2009 Lincoln Prize Winner Reflects on Lincoln and Obama
Editor’s Note: We are giving away one signed copy of Lincoln and His Admirals. The first person to email blog.us(at)oup.com will win.
It is my pleasure to announce that Craig L. Symonds is one of two winners of the 2009 Lincoln Prize for his book Lincoln and His Admirals! Congratulations are also in order to James M. McPherson who won for Tried By War: Abraham Lincoln as Commander in Chief. Each received a generous cash award and a bronze cast of Augustus St. Gaudens‘ portrait sculpture of Abraham Lincoln (I saw the bronze cast, it is truly beautiful.) Below is an original post from Symonds about Lincoln and Obama. Be sure to read our other bicentennial Lincoln posts here.
The media took much notice of the fact that Barack Obama was intent on duplicating much of Abraham Lincoln’s behavior as President-Elect. Doris Kearns Goodwin’s superb book Team of Rivals is said to be one of the books Obama has read with great interest, and he has chosen a “Team of Rivals” for his Cabinet. Similarly, President Obama took a train from Philadelphia to Washington, duplicating part of Lincoln’s journey from Springfield to the capital in 1861. For this, Obama might have consulted Harold Holzer’s new book on Lincoln, President Elect. Others have noted that Obama has inherited what is arguably the worst national and international circumstance for a new president since Lincoln, with the possible exception of Franklin Roosevelt. How will he apply Lincoln’s style or outlook to the problems he has inherited?
My own recent study of Lincoln has confirmed in my mind several aspects of Lincoln’s leadership style that already seem to be part of Obama’s world view, which should stand him in good stead as he considers how to manage (or end) two wars, and stabilize and then revitalize a collapsing economy.
The most obvious of these is a serenity fueled by patience and a habit of thoughtfulness. Though we tend to assume that strong presidents are proactive, controlling a situation rather than responding to it after it has happened, the fact is that Lincoln was almost never proactive. Instead he took the time to consult with his advisers often making them present their positions in short memos. He also took up the pen himself, writing down options in order to clarify them, then writing down possible solutions. Many of these “Memos to Self” were never made public and were found among his papers only after his death. He also waited to see what public opinion would tolerate, reading many newspapers, especially opposition newspapers, before making a decision. He was so patient that it sometimes looked as if the momentum of history was about to take the decision out of his hands before he acted.
Indeed, his very first crisis—what to do about Fort Sumter—found him waiting until it was almost too late. It is even possible to argue that he waited until is WAS too late. On his very first day in office he received a report from the beleaguered commander of Fort Sumter, Major Robert Anderson, that the garrison was running out of food and that it must evacuate soon if not re-supplied. Moreover, Anderson reported that it would take twenty thousand men to re-supply him. Well, here was a conundrum. Lincoln had just promised in his inaugural address to “hold, occupy and possess” all Federal property in the South—a clear and specific reference to Fort Sumter, but there were not twenty thousand soldiers in all of the U.S. military in 1861. Like no-drama Obama, Lincoln did not panic. He met with his Cabinet and his military advisers, listened to all their input, sent scouts to Charleston to assess the situation there, and waited. By the time he sent an expedition there, Anderson’s supplies were all but exhausted. Lincoln’s patience was not a product of passivity, however. His decision to notify South Carolina State authorities that the expedition was en route deftly threw the ball into the South’s court and, when Fort Sumter was attacked, allowed the North to emerge as the aggrieved party.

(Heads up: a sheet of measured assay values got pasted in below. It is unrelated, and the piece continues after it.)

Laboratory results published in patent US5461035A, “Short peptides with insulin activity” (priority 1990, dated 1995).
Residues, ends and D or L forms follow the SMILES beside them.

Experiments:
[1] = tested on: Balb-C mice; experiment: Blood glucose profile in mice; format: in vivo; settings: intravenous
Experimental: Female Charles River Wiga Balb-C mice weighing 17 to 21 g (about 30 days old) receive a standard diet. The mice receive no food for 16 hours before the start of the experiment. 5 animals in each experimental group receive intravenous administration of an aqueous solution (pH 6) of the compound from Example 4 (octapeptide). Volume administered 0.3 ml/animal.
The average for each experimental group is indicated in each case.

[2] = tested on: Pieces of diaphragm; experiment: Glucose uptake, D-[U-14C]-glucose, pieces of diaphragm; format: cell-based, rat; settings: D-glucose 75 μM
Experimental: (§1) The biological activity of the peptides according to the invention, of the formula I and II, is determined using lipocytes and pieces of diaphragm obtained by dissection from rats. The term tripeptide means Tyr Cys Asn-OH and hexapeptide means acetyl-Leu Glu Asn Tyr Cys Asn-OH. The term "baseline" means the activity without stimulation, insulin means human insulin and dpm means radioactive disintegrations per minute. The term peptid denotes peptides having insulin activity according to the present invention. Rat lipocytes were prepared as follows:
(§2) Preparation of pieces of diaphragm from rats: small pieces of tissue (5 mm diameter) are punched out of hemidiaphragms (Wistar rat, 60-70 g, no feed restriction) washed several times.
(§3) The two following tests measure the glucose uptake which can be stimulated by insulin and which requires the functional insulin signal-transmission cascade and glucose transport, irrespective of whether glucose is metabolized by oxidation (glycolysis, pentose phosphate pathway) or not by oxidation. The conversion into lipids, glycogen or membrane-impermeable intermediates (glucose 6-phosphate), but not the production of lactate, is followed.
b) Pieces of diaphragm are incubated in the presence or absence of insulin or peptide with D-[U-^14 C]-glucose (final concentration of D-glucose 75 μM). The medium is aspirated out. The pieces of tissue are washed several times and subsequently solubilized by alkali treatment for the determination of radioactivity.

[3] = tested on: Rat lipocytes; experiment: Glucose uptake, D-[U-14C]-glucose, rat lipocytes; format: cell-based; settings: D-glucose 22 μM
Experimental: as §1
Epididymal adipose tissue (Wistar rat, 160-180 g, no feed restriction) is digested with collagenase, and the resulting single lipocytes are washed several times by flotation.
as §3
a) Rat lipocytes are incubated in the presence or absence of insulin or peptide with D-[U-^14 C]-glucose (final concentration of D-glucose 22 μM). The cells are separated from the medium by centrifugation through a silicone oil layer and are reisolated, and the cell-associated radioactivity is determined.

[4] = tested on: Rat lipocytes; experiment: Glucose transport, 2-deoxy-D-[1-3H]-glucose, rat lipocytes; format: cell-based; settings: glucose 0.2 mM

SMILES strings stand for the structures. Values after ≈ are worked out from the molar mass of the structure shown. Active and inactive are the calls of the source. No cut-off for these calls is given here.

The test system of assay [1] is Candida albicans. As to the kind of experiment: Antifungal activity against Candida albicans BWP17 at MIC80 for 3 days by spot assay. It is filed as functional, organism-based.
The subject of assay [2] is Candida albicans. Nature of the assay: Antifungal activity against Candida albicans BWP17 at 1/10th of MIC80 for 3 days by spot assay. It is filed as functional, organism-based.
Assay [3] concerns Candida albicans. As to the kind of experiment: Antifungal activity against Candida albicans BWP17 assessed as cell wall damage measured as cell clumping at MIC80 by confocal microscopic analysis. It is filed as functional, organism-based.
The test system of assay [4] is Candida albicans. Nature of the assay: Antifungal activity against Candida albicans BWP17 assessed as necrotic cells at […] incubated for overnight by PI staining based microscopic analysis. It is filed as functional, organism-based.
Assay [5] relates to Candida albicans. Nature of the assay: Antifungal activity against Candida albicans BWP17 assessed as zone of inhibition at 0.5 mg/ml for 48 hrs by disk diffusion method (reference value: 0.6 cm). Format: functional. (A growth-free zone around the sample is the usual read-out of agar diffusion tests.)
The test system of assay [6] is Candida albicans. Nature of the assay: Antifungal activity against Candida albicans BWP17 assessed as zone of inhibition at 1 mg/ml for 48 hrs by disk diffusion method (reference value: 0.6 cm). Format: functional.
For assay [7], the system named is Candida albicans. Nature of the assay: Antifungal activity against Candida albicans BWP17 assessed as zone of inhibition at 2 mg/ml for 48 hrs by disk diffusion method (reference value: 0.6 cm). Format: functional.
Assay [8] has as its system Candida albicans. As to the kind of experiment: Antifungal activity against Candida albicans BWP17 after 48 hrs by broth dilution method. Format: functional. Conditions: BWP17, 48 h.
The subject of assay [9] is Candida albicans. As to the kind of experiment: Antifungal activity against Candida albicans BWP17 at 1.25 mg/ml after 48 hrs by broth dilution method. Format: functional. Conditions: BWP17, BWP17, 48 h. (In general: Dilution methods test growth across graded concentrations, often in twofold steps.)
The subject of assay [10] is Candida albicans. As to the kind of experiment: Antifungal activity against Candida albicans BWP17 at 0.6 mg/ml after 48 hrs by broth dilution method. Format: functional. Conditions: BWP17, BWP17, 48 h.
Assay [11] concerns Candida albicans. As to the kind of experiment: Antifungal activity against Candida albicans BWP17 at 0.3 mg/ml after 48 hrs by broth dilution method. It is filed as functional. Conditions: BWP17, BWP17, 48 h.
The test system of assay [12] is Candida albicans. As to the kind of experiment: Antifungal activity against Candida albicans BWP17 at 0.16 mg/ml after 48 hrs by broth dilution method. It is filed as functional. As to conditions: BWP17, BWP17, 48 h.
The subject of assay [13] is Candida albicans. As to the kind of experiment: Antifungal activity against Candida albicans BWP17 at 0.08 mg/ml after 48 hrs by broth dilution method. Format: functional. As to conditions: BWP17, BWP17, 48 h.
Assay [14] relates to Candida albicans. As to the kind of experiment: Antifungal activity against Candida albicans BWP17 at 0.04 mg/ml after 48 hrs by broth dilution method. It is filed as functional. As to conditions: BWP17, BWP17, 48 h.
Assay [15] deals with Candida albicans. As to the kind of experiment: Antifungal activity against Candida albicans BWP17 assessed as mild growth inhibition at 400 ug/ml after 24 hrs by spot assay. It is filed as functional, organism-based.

Similarly, during the Trent affair, Lincoln was a master of forbearance. After Captain Charles Wilkes captured two Confederate ambassadors on the high seas, Britain responded with an ultimatum that gave the U.S. just seven days to release them and offer a public apology or face war. Again Lincoln waited, and his patience let the emotions of the moment ease allowing a solution that was both diplomatically acceptable, and politically benign. Had he responded to the ultimatum with the kind of fist-shaking defiance that would have been popular at home, it might indeed have led to war and the U.S. might be two countries today.
Even in dealing with emancipation, the most difficult problem of his administration—indeed, of American history—Lincoln showed remarkable composure which in the end led to a permanent solution. Some thought he was too patient. The abolitionists, including free blacks like Frederick Douglass, could not understand why he moved so slowly. But Lincoln knew what he was about. He moved as fast, and as efficiently, as public opinion, and the war news, would allow him to do.
Barack Obama, who has already demonstrated his patience and his pragmatism in his “no-drama” campaign, seems now to be echoing not only Lincoln’s cabinet choices and his travel route, but also his characteristic style. This bodes well for the future.